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Ebola's having devastating consequences on the fight against HIV in Liberia

I’ve noticed that over the past few weeks, the Ebola outbreak seems to be attracting less and less attention. Some of that could be due to reports that cases are on the decline in Liberia and Guinea (although the situation in Sierra Leone is still very serious) or because there are currently no people being treated for the virus in the US.

The problem with that lack of attention is that, in the face the epidemic, many countries have been unable to cope with other threats to public health like HIV/AIDS.

In Liberia alone, there are over 30,000 people currently suffering from HIV. Many of them are now in the midst of a real crisis.

Before the Ebola outbreak, 70% of them had access to care at more than 144 health clinics.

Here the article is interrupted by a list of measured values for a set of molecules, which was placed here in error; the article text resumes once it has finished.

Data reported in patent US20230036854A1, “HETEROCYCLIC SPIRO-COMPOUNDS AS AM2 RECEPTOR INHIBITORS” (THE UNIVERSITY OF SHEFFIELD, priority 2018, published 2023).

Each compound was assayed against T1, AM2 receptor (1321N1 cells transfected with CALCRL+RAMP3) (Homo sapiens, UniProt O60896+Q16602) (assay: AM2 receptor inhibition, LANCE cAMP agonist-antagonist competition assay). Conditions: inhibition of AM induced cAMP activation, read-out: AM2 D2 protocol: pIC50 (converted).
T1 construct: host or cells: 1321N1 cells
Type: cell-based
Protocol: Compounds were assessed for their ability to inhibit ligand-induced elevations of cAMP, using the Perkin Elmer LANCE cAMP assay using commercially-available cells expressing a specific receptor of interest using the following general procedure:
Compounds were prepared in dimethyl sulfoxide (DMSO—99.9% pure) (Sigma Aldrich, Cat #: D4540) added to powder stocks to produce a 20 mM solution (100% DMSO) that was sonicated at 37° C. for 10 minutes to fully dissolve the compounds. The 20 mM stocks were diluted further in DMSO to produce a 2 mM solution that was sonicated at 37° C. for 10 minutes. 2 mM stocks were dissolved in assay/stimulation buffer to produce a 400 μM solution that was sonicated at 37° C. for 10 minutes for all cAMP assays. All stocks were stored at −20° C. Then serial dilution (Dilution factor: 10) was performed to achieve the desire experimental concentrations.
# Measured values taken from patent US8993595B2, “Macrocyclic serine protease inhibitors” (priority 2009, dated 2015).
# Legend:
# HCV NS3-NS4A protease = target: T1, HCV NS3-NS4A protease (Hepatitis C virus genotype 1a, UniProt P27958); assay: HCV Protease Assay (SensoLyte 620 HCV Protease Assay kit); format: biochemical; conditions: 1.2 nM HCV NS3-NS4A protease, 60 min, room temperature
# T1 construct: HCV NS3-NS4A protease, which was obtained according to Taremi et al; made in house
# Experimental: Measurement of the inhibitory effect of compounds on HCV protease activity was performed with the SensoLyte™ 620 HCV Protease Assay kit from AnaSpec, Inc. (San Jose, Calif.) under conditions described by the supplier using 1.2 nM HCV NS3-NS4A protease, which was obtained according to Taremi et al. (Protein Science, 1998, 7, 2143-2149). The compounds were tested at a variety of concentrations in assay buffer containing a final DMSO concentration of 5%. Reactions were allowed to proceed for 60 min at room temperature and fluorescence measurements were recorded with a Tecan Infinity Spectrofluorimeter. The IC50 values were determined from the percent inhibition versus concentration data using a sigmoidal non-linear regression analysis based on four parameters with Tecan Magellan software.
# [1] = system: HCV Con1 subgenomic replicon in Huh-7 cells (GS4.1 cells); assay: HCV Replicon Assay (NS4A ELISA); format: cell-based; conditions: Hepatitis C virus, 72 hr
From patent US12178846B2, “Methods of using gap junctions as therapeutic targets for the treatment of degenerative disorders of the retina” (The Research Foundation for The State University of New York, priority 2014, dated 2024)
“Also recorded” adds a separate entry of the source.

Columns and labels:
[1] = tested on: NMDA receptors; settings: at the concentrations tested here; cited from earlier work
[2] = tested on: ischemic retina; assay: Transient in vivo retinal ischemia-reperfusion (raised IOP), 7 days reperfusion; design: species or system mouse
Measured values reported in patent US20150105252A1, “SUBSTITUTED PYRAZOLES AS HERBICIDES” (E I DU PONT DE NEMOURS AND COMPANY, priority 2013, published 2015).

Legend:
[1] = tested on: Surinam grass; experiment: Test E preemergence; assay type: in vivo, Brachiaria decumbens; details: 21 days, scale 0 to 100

Today, more than 60% of those clinics have closed.

These numbers are staggering, with the collapse of the health system in Liberia, the progress that had been made against HIV is at risk of being lost.

The issue underscores the need to make sure that the response to the Ebola crisis does not waver. Over the next few years, the healthcare systems in affected West African countries will have to be almost completely rebuilt.

In the short term, Doctors Without Borders (MSF) is still having huge issues recruiting health workers to go to Liberia, Guinea and Sierra Leone to tackle Ebola and diseases like HIV/AIDs.

That’s why we still need your help. We need to make sure health workers who go to West Africa are treated with gratitude, not stigma.

Click the link below to Thank Yale’s President Peter Salovey for his groundbreaking work in support of Ebola Health Workers.

Click here to thank President Peter Salovey for his leadership